At some point, rival businesses in California might consider merging as a way to dominate market share. The process could allow the joined companies to apply resources toward attaining greater success, but it requires great attention to detail, especially in regard to infrastructure, finances and human resources.

Infrastructure refers to things like the IT systems, existing products or services and the technical demands of data security and privacy. The joining of two systems will entail a transition period. Merging companies should strive to combine their systems as smoothly as possible without interruption in function or customer support.

Financially, companies examining the potential of a merger must determine if they have the resources to achieve their objectives. The parties must work off of clearly stated business objectives and often be willing to wait for returns on investments. Human resources could represent the most volatile aspect of the merger. Many employees will be concerned about their places in the merged organization. Open communication could ease anxiety and prevent disruptions in morale. The merger process also needs to make clear choices about who will be in charge of the combined entity.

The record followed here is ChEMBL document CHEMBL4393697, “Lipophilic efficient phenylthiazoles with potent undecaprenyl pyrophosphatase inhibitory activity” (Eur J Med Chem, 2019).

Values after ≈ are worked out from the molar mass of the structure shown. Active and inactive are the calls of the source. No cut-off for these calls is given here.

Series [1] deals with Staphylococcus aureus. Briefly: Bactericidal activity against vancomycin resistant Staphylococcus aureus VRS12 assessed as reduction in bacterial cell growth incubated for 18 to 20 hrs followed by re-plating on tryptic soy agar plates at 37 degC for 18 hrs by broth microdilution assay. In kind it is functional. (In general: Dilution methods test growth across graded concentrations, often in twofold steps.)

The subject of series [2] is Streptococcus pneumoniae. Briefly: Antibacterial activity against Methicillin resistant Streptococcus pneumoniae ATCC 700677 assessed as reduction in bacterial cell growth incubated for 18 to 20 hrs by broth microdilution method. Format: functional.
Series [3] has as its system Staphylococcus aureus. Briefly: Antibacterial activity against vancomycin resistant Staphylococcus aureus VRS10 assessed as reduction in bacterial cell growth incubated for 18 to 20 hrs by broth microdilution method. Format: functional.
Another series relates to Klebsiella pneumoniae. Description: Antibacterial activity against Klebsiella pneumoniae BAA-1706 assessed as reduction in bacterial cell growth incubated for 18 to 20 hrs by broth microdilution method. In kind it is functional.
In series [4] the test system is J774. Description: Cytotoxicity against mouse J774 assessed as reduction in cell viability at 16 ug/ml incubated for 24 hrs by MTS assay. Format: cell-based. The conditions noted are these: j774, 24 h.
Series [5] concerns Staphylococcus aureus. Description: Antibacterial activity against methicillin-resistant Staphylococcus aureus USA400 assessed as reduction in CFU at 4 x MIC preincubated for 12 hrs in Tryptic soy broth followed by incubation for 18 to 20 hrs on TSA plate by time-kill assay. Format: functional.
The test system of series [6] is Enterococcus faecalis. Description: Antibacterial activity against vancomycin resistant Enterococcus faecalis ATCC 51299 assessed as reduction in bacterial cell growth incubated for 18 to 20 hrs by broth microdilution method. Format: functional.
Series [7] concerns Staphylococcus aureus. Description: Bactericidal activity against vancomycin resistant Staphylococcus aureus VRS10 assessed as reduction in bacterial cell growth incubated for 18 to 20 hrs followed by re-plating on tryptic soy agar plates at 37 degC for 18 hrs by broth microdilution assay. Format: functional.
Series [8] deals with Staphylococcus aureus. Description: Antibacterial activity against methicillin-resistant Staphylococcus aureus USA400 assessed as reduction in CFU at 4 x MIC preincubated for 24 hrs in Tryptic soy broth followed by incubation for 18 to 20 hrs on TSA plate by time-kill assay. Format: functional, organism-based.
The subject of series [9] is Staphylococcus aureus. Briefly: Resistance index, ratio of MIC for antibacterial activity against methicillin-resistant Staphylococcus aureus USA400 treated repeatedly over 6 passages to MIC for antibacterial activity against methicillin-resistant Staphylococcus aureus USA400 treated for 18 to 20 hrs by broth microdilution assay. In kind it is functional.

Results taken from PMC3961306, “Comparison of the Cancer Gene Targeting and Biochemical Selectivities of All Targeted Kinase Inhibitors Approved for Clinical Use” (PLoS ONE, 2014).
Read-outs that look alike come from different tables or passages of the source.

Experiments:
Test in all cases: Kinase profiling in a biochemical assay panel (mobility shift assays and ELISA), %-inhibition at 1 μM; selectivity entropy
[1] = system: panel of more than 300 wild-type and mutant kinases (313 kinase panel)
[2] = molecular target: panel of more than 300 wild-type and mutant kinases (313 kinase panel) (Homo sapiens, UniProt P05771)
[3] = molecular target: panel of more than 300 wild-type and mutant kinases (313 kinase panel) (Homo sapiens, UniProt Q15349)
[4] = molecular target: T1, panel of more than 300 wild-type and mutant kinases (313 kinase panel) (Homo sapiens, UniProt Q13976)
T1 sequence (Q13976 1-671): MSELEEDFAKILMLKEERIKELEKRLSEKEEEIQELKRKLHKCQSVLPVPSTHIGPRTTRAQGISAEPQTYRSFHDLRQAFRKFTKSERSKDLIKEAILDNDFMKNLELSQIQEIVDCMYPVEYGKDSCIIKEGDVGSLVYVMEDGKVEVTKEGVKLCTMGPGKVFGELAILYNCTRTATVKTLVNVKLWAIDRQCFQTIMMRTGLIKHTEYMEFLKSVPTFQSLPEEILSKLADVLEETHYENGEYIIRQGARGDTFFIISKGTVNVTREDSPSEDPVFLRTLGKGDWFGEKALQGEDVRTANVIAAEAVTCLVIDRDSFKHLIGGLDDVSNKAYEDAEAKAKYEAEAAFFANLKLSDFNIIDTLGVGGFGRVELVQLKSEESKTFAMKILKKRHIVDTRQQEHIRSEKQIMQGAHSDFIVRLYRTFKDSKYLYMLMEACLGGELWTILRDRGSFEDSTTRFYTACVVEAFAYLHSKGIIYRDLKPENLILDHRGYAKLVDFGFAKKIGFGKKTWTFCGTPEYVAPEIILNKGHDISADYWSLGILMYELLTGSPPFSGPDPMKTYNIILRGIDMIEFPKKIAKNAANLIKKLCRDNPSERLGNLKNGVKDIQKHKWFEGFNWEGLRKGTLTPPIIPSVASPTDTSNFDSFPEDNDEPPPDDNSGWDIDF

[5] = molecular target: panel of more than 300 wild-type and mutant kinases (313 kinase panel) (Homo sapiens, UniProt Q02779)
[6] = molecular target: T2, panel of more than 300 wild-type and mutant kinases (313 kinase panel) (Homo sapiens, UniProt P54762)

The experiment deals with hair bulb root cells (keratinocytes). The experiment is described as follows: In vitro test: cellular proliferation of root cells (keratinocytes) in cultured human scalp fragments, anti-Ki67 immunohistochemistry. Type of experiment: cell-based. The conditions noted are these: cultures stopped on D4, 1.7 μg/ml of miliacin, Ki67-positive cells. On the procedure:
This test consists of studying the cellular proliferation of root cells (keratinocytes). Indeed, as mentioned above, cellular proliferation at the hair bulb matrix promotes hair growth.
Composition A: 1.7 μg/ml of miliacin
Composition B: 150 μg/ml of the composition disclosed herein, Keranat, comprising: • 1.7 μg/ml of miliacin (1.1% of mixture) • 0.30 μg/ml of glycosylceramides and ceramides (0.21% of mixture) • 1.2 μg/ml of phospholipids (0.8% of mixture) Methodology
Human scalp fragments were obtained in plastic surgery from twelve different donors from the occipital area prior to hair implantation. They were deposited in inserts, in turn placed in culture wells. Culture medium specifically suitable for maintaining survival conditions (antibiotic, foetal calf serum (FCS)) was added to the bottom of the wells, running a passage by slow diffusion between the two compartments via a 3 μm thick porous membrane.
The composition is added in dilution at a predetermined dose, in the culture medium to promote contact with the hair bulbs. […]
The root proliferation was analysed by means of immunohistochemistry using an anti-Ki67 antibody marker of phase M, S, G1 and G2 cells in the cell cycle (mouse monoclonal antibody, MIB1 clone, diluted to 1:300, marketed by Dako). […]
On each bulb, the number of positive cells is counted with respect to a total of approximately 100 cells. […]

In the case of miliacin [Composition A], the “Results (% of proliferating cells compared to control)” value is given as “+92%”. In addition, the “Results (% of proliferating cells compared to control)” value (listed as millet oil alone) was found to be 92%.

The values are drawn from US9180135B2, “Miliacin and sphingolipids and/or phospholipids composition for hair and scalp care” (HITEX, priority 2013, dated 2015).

One entrepreneur recommended that the people arranging the merger avoid email to discuss the details. Face-to-face meetings with all of the parties present could prevent confusion and disputes. It is also advisable that each of the companies have their respective mergers and acquisitions attorneys present at these meetings. Experienced legal counsel can provide advice as to how best to structure the proposed transaction and the regulatory compliance that will be required.